SECTIONS

Costly glitch at NSE goes beyond a ‘technical hitch’

The Standard

It is a matter of deep regret that what a top Nairobi Securities Exchange official termed “just a technical hitch” in the Automated Trading System (ATS) led to a full day suspension of trading at the bourse for the second time this month.

The fact that the estimated loss was around Sh500 million and Sh1 billion worth of equities and bonds respectively shows that the so-called technical hitch was worse than the bourse officials are willing to admit.

Earlier this month, ATS also run into serious technical errors that resulted in the halting of trading for close to three and a half hours. It is no consolation that NSE disruption is not an exception as technical hitches hit some of the more prominent stock markets around the world. On November 26, 2009, for example, the London Stock Exchange (LSE) ground to a halt for several hours following a technical glitch that affected its electronic platform.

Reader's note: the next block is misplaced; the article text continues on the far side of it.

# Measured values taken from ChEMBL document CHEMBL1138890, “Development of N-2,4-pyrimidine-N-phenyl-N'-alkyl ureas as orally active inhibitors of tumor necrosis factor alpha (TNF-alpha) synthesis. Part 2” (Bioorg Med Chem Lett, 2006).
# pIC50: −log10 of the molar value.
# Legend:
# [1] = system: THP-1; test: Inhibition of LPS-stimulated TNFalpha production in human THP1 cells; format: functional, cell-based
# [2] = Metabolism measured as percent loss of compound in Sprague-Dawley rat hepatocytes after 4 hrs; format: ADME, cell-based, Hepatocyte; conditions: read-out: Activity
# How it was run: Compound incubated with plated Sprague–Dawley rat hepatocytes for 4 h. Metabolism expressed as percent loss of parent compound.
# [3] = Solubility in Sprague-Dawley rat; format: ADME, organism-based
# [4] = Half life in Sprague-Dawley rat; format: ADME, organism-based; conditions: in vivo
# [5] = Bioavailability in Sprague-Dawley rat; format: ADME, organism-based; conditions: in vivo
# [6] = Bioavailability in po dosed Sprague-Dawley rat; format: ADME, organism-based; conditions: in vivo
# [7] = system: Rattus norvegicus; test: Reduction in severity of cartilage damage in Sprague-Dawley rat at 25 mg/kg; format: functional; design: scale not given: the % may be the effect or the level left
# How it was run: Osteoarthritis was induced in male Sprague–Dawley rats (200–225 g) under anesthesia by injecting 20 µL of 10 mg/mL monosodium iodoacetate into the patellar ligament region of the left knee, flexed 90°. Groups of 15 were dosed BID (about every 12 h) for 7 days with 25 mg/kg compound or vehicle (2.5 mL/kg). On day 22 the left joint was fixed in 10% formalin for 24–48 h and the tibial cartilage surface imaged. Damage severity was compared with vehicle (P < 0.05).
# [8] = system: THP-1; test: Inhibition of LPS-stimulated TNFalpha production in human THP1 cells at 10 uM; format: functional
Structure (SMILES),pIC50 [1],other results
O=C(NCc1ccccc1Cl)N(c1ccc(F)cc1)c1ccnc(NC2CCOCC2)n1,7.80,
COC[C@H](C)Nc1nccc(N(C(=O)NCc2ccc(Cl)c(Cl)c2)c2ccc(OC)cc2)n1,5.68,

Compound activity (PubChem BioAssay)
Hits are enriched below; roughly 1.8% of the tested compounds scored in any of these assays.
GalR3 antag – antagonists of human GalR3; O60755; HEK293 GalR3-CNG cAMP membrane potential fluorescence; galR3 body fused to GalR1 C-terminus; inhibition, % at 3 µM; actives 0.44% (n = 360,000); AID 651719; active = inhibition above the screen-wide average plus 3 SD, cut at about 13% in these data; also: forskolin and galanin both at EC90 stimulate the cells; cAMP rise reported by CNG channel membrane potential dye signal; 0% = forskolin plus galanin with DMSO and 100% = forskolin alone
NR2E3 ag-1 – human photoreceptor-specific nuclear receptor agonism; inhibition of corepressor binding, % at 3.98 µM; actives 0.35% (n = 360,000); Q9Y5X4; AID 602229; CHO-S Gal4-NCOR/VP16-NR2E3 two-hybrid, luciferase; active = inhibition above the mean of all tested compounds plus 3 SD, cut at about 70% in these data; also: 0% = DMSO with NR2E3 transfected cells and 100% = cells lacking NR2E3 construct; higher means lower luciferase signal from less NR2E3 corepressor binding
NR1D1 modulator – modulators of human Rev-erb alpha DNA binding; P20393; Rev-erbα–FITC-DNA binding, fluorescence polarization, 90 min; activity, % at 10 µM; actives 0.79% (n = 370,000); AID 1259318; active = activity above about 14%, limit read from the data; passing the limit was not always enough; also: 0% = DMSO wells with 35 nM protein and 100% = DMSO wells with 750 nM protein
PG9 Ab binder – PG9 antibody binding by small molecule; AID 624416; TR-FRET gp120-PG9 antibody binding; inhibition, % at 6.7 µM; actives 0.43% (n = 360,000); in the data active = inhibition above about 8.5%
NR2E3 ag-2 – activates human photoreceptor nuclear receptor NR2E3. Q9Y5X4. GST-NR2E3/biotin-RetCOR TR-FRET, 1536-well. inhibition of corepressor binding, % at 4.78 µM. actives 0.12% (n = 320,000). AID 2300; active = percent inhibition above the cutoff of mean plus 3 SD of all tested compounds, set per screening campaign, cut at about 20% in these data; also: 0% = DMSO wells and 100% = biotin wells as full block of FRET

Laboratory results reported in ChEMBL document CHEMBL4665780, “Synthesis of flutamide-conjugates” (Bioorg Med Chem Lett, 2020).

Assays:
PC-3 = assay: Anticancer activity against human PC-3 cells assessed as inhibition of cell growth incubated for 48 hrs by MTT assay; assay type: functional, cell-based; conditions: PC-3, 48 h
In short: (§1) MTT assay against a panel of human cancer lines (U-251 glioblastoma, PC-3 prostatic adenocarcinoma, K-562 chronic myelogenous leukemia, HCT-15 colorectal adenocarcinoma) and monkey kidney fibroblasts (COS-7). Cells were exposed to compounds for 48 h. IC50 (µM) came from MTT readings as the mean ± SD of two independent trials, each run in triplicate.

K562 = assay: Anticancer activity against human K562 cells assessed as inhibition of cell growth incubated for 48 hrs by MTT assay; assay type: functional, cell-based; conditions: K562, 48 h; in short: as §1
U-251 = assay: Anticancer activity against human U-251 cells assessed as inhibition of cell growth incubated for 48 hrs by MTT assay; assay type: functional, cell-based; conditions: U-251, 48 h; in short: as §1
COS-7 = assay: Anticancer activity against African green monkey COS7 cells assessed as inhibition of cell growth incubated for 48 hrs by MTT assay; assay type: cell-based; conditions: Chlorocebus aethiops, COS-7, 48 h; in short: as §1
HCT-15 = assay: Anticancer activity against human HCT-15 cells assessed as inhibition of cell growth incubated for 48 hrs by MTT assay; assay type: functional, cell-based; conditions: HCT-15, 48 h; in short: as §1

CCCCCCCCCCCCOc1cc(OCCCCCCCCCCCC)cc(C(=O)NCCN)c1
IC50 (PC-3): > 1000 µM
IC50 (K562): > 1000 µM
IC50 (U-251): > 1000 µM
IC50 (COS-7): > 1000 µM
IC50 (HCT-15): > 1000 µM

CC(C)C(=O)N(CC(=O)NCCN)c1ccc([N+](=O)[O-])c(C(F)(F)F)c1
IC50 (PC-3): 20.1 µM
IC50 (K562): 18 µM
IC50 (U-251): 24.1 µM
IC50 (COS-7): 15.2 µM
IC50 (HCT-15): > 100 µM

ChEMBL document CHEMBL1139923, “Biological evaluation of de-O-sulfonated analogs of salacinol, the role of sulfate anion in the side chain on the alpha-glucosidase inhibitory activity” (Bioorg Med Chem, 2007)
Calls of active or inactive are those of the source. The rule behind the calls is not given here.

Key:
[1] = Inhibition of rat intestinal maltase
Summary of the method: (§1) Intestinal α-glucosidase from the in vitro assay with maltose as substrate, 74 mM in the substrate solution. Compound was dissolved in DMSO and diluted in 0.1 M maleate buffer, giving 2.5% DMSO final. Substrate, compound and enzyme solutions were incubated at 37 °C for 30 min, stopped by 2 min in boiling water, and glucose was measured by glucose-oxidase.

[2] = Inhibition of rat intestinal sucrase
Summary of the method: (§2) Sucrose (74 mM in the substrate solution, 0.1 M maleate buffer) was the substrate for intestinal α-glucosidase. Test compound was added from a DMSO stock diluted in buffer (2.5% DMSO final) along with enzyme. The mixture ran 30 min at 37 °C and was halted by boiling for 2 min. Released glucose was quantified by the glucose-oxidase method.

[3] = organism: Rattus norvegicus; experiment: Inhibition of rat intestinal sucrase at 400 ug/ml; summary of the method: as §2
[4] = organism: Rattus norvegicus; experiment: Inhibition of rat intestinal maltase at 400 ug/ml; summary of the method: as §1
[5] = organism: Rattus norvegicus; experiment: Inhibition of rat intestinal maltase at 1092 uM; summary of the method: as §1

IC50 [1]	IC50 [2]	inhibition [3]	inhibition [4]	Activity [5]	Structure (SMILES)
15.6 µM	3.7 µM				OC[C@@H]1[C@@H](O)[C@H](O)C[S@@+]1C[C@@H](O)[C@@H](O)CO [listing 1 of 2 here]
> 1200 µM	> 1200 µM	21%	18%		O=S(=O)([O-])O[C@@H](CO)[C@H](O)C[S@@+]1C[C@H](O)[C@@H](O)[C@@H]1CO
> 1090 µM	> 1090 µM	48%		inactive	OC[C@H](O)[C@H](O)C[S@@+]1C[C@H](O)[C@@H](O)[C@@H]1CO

That was also the second time the LSE experienced problems because in September 2008, at the height of the global financial crisis, the bourse experienced a technical hitch that suspended trading for seven hours.

And on August 22, this year, trading in United States of America shares ground to a halt after a technological problem shut down trading in the National Association of Securities Dealer Automated Quotation system (NASDAQ) securities.

The NSE should refuse to be consoled because it is at the heart of the country’s ambition to become a financial hub for international securities trading and its detractors are looking for excuses to abort the dream. It should not be lost on anyone that, for some inexplicable reason, the West judges Kenya more harshly than, not just its neighbours, but other states in Africa.

What is clear, however, is that Kenya cannot afford any hiccups on the way to becoming a middle-level economy. The NSE should, therefore, take the opportunity afforded by its planned upgrade to build redundancy into the entire system. This would ensure that a technical hitch does not lead to a suspension of trading, particularly after it introduces the expected new products such as the Growth Enterprise Market Segment. 

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